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Juno has captured images of the Earth and the Moon, showing how Earth would appear to alien visitors first time from their starship windows.

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Space agency NASA launched space probe Juno from Cape Canaveral Air Force Station on August 5, 2011, in order to learn more about the structure and nature of the deep atmosphere of the giant planet, Jupiter. During its journey, the space probe had suffered a glitch, but later it set again on a course for Jupiter. However, while it was going towards Jupiter after recovering the glitch, the space probe captured a starship view of our Earth and Moon and lately, NASA has revealed those photos.

Earth And Moon Captured By Juno

Earth And Moon Captured By Juno

Two months ago, meaning on October 9, while Juno was passing Earth, it captured the above image from 600,000 miles away – about three times the distance between the Earth and the Moon. Its camera is programmed to take an image every 2.5 minutes during every 5 rotations of the spacecraft.

NASA's Juno Spacecraft With Jupiter In The Background

However, in the first image you see above, the larger white dot is the Earth, while the faint grey dot is the Moon. This never-before-seen view of the Moon orbiting the Earth shows exactly how alien visitors would see our planet for the first time from their starship windows.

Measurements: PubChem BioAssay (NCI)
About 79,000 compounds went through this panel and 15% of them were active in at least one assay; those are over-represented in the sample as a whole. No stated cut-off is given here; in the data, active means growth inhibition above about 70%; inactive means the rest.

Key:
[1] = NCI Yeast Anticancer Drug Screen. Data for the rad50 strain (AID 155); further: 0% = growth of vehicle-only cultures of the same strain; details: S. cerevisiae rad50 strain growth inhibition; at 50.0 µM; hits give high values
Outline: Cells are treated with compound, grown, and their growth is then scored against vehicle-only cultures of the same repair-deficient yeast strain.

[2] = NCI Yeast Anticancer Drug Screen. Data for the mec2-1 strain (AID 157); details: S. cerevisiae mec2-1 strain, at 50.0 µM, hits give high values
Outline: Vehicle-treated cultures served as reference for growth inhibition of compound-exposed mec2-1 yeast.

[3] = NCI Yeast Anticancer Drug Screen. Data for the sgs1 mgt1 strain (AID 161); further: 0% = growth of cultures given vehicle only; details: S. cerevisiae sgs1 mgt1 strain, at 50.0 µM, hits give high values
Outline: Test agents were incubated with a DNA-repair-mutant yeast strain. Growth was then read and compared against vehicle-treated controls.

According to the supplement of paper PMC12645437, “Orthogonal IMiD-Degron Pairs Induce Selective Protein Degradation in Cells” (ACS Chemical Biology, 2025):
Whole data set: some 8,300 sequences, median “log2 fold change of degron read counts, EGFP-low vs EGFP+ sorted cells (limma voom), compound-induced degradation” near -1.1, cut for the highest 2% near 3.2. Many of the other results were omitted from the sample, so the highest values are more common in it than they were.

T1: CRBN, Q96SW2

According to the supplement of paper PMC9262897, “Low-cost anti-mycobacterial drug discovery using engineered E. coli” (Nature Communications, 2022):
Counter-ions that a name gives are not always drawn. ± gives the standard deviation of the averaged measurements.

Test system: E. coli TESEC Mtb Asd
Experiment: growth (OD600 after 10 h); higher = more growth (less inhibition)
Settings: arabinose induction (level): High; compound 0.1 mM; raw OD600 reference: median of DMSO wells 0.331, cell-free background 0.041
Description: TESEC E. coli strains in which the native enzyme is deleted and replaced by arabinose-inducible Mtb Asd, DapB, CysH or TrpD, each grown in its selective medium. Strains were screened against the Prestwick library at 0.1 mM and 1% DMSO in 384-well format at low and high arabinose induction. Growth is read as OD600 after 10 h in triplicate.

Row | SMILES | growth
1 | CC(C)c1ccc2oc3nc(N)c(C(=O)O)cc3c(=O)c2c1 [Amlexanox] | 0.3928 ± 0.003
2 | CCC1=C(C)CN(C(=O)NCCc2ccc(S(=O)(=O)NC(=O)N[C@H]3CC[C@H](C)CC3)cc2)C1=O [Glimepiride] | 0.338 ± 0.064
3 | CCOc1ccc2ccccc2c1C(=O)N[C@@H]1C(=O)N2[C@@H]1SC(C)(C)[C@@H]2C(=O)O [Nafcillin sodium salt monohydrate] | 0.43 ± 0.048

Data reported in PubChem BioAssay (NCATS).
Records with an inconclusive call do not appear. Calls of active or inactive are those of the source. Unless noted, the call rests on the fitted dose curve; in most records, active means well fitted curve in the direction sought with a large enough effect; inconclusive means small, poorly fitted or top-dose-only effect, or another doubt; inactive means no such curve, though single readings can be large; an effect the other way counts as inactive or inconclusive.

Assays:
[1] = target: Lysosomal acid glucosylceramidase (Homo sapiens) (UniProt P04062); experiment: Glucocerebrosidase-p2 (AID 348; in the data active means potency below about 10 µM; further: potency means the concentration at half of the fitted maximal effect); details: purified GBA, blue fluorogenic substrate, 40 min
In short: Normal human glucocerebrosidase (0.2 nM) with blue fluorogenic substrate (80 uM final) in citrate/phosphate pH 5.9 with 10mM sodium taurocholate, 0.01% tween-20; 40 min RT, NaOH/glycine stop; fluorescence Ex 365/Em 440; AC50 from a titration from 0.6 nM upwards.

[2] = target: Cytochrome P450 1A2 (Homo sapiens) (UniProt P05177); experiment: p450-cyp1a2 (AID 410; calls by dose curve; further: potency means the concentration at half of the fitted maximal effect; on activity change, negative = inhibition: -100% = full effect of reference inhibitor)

Juno Spacecraft Records Amateur Radio Signals

Juno Spacecraft Records Amateur Radio Signals

The images are “vital” as Juno was traveling almost twice as fast as a typical satellite and the spacecraft itself was spinning at two revolutions per minute. Besides, Juno’s Waves instrument, which measures radio and plasma waves in Jupiter’s magnetosphere, recorded amateur radio signals during the flyby.

Here’s the video of cosmic pirouette of Earth and our Moon, captured by Juno.

Juno is supposed to enter into the orbit of Jupiter on 4 July, 2016 and after that it’ll circle the planet 33 times, from pole to pole and use its collection of science instruments to probe beneath the gas giant’s obscuring cloud cover. Scientists believe, Juno will help them learning about Jupiter’s origins, internal structure, atmosphere and magnetosphere.

Source: NASA

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  On December 12, 2013(4 months, 7 days ago.)

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